"Families may just exist to witness each others' disappointments, and the tribes in John Burnham Schwartz's riveting, poetic new novel have plenty to gawk and wonder at. This is the first set of characters I've come across in years to compel attention not just with outside action, of which there's plenty, but with psychological depths that reward study. It's rife with tragedies and redemptions, a wise book without being wise-assed, and you should read it."

"It's a remarkable and overwhelming novel, the best you've ever written. The writing is exquisite, but not in that look-at-me way that I hate. It abets the characters, but in the most heartstopping and illuminating way. In fact, one amazing aspect of the book for someone who pursues the trade herself is that in the ways that count, the author is entirely absent. It never feels as though any scene is gerrybuilt to carry plot; they are all just what happens. The characters never seem tugged into place by a deus ex machina; this is how they behave. It all feels completely natural and inevitable. Real life, only more so. And once again you make so credible and terrible one central fact of the human condition, that bad, bad things happen and there is fault to be assigned, but not clearly and not really. The other thing that I consider a triumph is that whether you have read Reservation Road makes no difference. The two books are like identical twins: it's fascinating to have them side by side, but each stands alone. I don't know what more to say. I'm awestruck."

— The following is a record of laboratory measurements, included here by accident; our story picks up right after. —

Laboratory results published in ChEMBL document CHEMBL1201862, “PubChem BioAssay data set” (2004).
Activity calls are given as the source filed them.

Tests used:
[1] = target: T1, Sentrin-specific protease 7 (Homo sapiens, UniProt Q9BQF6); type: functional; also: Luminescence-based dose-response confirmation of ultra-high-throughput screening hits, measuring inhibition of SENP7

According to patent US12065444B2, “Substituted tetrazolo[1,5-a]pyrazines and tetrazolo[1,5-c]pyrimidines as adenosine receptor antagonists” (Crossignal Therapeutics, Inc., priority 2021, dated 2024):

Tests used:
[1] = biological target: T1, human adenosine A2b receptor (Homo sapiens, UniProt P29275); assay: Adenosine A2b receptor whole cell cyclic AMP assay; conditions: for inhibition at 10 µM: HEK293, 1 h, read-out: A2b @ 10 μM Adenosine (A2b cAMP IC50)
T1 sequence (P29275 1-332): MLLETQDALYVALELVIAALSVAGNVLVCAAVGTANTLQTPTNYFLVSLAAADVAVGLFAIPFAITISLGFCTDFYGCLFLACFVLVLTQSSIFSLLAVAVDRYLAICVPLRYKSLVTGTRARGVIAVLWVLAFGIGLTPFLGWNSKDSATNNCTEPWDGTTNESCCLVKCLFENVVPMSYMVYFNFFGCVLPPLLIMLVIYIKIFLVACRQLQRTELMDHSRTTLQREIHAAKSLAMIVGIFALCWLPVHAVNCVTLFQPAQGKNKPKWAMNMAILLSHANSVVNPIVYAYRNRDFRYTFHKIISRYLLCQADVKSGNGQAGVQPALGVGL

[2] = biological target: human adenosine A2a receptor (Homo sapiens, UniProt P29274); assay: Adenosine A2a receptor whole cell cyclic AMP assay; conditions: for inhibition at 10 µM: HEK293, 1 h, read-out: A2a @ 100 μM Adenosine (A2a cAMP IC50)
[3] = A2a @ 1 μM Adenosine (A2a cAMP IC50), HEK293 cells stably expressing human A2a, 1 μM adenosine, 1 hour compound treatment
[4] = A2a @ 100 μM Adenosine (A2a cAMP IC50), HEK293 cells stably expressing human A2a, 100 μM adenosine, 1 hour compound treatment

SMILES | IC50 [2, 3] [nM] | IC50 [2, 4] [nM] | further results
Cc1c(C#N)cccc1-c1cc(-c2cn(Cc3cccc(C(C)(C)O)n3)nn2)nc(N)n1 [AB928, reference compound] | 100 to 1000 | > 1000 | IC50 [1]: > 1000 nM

—ANNA QUINDLEN (from a personal email)

"A riveting story about the tenuous bonds that hold families together and the myriad ways in which one's past experiences inform future choices. At its core, Northwest Corner is an understated but powerful story about our capacity to forgive and the potency of second chances. I highly recommend Northwest Corner."
   —COLLOQUIUM, literary blog

"This is a gripping novel that will capture the interest of the reader and hold them in it's sway until the very end. Schwartz shifts the point of view back and forth between all the characters of the book, from father to son, male to female and back again, taking the reader on a very fast paced journey through an emotional landscape that readers will fall in love with."
   —DEB'S BOOK BAG, literary blog

"This is an incredible novel, exquisitely written. Schwartz is a gifted, poetic writer with a keen sharp insight into human character. There are observations throughout the novel that are brilliant gems of perfect cut and clarity. Very Highly Recommended—one of the best."
   —SHE TREADS SOFTLY, literary blog

"Northwest Corner by John Burnham Schwartz is a brilliantly crafted novel about families and their ability to survive in spite of adversity and challenges... A tale about secrets, truth, love, and redemption... Schwartz, in a deliberate and beautiful style, captivates the reader's attention with suspense and empathy for each of these flawed and damaged characters and while Northwest Corner follows on from Schwartz's novel Reservation Road where his characters first come to life, his latest work is perfect as a stand alone novel. With so many familial emotions and experiences in the Arno and Lerner families, there exists an abundance of topics for book discussion groups and I highly recommend Northwest Corner to all readers."
   —RUNDPINNE, literary blog

"Northwest Corner is a literary place you must visit, an exploration of the rough terrain of the human experience."

"Northwest Corner shines in the large shadow cast by Burnham's earlier works. It absolutely shines... I highly recommend this to anyone that enjoys a well-written, character driven novel with a unique narrative style."
   —THE WELL-READ WIFE, literary blog